A new life promises a new beginning

You’ve got to hand it to the doctor – he picked the exact date that my daughter would give birth. Kathryn Elizabeth Perez gave birth to Zephyra Elizabeth Perez on Sept. 20, father Adrian Perez in attendance in Spartanburg.

I went to bed the night before expecting news soon. Adrian and Katie had called the day before to say that she had been admitted to the hospital and that the doctors said they’d do a C section if little Z wasn’t out in 18 hours. A couple of days before, we all met in Asheville for pizza, largely because Katie, my daughter, was going stir crazy and was tired of folding and refolding the baby things. Adrian decided she needed to get out of the house, even if it meant she might have a surprise delivery away from her intended hospital.

But Zephyra Elizabeth made her entrance right on cue, 2 hours and 59 minutes after midnight. She looks just like her daddy, with his broad facial features and his impish smile. All this I know from the photos Adrian has posted. As I write this, I’m waiting for his cue as to when I can come down to hold and behold the wonderment that Zephyra Elizabeth is – and to shower my lovely exhausted daughter with kisses.

Like a lot of people, I’ve both lost and gained people in the past year alone. What a difference a year makes for all of us, as we welcome new friends, family and associates into our lives and sadly watch some of them slip away. Each holiday reoccurs shortly after it leaves, reminding us of the speed with which our lives are passing.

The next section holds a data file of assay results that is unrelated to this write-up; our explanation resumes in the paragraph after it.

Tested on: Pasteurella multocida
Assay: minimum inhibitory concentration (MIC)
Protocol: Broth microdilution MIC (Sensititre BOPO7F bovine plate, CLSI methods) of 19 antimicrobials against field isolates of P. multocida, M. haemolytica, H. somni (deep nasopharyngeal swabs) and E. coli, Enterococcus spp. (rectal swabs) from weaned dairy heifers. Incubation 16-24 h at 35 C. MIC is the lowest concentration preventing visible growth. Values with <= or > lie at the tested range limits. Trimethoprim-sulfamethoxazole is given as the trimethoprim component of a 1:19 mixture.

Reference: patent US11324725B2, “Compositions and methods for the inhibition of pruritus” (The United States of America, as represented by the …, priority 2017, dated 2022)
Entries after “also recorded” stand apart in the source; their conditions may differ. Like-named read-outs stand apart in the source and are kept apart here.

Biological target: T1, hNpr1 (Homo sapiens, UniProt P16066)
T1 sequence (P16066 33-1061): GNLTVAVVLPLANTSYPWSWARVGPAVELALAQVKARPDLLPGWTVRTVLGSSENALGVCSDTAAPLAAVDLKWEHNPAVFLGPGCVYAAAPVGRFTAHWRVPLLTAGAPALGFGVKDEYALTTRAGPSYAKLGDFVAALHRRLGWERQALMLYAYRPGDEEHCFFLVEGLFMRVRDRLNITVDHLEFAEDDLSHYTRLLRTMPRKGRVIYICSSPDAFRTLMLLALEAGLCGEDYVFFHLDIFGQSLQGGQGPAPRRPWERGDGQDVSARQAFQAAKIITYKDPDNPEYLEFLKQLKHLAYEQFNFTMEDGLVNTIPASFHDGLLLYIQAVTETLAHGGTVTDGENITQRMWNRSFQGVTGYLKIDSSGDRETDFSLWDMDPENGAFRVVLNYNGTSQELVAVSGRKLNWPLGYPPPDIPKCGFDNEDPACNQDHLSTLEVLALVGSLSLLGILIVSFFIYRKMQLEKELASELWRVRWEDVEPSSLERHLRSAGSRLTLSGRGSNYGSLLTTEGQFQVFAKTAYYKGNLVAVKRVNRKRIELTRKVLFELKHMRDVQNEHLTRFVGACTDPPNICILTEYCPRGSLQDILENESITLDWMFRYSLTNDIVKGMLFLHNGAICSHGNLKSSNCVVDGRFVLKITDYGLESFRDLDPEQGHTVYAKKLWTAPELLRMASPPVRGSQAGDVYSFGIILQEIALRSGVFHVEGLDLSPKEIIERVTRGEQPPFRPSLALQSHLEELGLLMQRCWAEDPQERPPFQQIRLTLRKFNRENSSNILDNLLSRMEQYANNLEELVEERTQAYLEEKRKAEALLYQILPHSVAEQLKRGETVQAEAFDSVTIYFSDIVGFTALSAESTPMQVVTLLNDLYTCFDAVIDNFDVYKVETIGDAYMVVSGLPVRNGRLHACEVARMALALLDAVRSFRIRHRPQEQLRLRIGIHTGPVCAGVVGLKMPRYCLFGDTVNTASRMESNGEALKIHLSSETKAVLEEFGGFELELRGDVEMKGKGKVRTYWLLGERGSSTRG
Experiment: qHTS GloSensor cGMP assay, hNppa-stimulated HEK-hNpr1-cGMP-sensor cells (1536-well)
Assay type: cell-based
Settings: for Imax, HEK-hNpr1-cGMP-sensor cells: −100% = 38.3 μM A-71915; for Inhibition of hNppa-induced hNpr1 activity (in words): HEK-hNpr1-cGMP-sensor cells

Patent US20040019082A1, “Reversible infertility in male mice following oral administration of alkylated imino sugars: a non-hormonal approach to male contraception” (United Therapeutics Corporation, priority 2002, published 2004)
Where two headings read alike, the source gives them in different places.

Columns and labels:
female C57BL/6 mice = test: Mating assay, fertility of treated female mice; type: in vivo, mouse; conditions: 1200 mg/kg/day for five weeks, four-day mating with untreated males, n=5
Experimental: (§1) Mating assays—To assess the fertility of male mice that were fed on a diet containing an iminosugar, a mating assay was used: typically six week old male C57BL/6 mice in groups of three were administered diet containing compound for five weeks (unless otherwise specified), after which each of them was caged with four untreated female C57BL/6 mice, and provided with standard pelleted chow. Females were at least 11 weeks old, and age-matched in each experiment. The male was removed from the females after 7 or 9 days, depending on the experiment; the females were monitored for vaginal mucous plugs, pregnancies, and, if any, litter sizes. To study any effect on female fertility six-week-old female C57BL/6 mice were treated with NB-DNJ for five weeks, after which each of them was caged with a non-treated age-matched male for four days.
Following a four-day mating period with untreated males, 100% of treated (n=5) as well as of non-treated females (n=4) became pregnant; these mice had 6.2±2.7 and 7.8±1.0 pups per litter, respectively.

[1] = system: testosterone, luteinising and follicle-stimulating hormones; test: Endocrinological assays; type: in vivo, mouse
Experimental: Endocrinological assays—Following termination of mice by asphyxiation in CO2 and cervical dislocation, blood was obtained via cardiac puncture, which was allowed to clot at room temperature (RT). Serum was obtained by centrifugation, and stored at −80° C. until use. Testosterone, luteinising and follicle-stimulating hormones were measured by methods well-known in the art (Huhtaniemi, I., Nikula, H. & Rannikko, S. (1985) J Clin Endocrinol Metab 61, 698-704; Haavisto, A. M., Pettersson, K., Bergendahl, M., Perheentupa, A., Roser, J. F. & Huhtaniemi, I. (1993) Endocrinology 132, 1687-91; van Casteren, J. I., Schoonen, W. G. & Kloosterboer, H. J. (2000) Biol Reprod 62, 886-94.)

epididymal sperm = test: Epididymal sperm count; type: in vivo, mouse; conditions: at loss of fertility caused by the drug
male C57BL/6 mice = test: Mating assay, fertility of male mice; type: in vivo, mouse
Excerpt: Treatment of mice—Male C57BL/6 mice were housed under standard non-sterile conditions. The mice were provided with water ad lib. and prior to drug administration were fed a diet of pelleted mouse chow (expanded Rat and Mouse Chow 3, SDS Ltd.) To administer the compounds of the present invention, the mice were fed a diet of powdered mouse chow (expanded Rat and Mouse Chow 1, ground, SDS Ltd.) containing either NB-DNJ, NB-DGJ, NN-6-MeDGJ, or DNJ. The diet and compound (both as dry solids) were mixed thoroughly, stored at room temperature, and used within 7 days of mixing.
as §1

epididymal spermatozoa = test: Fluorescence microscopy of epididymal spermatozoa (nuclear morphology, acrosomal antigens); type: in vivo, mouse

In the past week, I’ve read the tributes to the wives two friends lost. People wrote wonderful things, remembering good times had and quiet conversations shared. The love they poured out underscores the urgency there is to life – to grab hold of love when you find it, to set aside pride so that it doesn’t get in the way of love, to open yourself up to the moment so that you can experience what it can show you, instead of insisting on your own way or trying to control the flow of events.

Letting life happens means wonderful things like little Zephyra Elizabeth, who came from love, was loved throughout gestation and is loved even more now. Letting life happen means loving your father more now than ever, nearly a year after his death. Letting life happen means holding your heart open to the possibility of love despite the heartbreak that preceded it.

It means baby blankets and wipes and as much granddad time as I can manage. One thing my daughter reminded me of when she was small was how much fun life could be.

My skills, highly honed in the last year, still need updating. And I think Zephyra is just the one to do it.